Acupuncture

What is Acupuncture? – An ancient system of medicine

Acupuncture is one of the oldest systems of medicine in the world, dating back at least 2000 years in China. Today it is used as a natural and effective health care system, in the treatment and management of a range of medical conditions. With a holistic understanding of the normal function and disease processes, acupuncture is used to promote balance and assist the body in fighting diseases.

How does it work?

Acupuncture involves correcting the imbalances or blockages in the flow of qi or ‘life energy’ flowing through the body’s meridians by the stimulation of specific points on the body. In healthy individual, a rich supply of qi flows through the body’s meridians - energy channels of the body. However, if this flow of qi through the meridians is inadequate or blocked, causing disharmony of imbalance, disease can arise.

An acupuncture treatment involves the insertion of very fine, sterile needles to specific points of the body to clear way energy blockages and encourage the normal flow of qi through the body. But often, treatment can include a range of other techniques including moxibustion – applying heat of specific points and cupping – placing suction cups to the skin.

Does acupuncture hurt?

It is important to know that acupuncture needles are unlike needles use by medical doctors for injections or withdrawing blood. In comparison, the thickness of acupuncture needles can be as fine as a strain of hair, leaving a no marks to the skin. Acupuncture is often pain free, but sometimes there can be a transient sting on insertion, like a mosquito bite, that quickly dissipates.

What can acupuncture treat?

Acupuncture treats a diverse range of conditions: musculoskeletal issues, gastrointestinal issues, stress, hormonal, reproductive and gynaecological problems. Some of the conditions acupuncture can treat include:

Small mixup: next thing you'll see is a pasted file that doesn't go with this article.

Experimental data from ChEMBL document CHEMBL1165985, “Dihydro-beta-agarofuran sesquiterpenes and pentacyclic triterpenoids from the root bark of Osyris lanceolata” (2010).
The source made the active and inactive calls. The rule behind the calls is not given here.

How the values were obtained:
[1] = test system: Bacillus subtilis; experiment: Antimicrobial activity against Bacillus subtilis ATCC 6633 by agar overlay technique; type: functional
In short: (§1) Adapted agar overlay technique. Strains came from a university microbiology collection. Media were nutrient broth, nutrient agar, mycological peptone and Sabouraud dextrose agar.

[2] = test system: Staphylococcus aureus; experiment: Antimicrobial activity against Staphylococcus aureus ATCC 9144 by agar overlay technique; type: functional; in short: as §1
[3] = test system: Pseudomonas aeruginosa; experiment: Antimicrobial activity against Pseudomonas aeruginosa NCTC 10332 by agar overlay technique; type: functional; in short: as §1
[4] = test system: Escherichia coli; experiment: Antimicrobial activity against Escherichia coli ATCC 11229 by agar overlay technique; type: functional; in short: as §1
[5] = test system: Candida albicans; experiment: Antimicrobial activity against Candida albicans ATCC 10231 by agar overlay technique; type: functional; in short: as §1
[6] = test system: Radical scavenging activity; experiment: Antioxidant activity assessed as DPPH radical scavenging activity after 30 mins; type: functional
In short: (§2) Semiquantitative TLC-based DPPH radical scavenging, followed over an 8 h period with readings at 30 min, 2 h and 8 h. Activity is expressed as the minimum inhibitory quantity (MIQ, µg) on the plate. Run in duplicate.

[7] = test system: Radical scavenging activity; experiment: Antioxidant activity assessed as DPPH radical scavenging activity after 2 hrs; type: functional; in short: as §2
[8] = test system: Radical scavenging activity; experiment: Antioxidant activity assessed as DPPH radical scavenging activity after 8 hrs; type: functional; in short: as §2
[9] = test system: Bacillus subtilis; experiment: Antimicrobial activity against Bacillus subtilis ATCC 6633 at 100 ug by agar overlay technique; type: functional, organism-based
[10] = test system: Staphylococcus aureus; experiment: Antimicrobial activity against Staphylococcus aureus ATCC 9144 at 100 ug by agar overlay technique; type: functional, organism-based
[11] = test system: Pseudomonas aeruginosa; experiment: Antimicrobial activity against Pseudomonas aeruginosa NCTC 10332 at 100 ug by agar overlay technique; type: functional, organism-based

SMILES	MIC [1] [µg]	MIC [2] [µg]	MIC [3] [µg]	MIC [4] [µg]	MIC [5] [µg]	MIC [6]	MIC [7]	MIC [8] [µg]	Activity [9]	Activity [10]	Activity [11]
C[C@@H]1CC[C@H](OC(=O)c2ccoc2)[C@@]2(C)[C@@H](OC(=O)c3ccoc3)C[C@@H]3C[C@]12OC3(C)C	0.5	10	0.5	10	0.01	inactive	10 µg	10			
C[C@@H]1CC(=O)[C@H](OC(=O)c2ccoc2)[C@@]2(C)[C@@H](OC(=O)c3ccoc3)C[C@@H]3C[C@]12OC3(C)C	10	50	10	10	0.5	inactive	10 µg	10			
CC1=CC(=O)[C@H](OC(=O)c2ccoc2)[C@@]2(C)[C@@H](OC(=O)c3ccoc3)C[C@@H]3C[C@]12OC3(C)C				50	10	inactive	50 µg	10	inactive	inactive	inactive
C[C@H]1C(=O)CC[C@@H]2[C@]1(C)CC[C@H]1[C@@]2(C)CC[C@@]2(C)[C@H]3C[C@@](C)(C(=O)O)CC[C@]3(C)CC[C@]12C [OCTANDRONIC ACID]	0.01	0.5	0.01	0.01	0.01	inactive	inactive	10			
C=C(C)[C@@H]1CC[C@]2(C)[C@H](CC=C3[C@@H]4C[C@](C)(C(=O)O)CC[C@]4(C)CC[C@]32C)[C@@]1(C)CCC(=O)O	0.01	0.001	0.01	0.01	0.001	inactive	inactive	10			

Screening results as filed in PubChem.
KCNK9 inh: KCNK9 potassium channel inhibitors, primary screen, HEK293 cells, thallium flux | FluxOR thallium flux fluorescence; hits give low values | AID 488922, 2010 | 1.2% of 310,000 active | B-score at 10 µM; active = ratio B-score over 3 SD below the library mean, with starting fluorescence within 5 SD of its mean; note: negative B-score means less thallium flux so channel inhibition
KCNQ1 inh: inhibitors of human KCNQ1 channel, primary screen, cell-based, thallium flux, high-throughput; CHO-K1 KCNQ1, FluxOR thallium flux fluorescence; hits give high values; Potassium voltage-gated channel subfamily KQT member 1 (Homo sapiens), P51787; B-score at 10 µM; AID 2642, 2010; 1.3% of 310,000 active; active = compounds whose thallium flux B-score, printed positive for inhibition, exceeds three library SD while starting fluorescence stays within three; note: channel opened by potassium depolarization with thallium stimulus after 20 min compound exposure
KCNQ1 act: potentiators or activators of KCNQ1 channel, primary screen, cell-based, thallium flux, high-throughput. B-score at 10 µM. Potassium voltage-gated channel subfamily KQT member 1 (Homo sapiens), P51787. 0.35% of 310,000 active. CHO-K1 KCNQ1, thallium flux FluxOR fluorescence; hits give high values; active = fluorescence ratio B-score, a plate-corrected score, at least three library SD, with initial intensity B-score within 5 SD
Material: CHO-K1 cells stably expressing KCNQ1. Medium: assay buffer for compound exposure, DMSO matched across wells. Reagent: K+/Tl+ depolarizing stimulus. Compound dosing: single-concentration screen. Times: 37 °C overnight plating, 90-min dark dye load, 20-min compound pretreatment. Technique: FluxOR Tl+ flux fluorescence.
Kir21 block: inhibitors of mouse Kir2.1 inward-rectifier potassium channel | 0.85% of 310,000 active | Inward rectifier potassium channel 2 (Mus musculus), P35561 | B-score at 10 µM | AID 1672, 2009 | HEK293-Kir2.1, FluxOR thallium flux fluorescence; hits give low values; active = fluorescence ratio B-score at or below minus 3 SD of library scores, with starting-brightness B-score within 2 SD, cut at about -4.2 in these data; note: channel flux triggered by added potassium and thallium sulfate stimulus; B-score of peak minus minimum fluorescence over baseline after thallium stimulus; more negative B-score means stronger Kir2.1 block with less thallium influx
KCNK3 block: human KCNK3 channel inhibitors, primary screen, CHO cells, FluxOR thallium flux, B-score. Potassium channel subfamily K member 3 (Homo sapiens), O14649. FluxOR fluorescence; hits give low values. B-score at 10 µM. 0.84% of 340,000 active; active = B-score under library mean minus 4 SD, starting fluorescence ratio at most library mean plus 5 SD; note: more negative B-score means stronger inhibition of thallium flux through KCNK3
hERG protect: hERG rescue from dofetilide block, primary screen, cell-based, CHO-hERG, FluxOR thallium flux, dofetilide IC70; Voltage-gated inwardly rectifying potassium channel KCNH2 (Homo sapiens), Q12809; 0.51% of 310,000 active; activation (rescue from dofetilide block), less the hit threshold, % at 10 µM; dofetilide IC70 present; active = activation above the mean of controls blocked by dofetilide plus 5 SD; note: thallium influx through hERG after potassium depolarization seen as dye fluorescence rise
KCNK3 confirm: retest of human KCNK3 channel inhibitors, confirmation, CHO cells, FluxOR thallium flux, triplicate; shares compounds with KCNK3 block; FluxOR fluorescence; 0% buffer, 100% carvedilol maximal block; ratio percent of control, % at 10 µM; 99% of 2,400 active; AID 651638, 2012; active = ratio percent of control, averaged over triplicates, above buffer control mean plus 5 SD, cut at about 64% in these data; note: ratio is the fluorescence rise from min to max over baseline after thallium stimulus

• chronic headaches, migraines, trigeminal neuralgia, peripheral neuropathy, sequelae of stroke and poliomyelitis;
  • bronchitis, rhinitis, common colds; IBS, gastritis; sciatica, frozen shoulder, tennis elbow, lower back pain, and osteoarthritis
  • thyroid problems – hyperthyroidism and hypothyroidism
  • menopausal symptoms, night sweats, hot flushes, and premenstrual tension.

What happens in a typical consultation?

As a holistic form of medicine, treatment is individualised for each person. At the initial consultation, practitioners typically take a case history, involving questions about the patient’s health concerns, past health history, and a range of health matters, on diet, lifestyle habits, sleeping patterns, energy, appetite, menstrual cycle, stress levels and other sensitive to foods. Furthermore, the pulse and the condition of the tongue is observed to correctly identify the ‘syndrome of disharmony’ according to Chinese medicine. Once the assessment and diagnosis is complete, the acupuncture treatment can also involves other techniques such as moxibustion, cupping and include Chinese medicine herbal powders or tablets.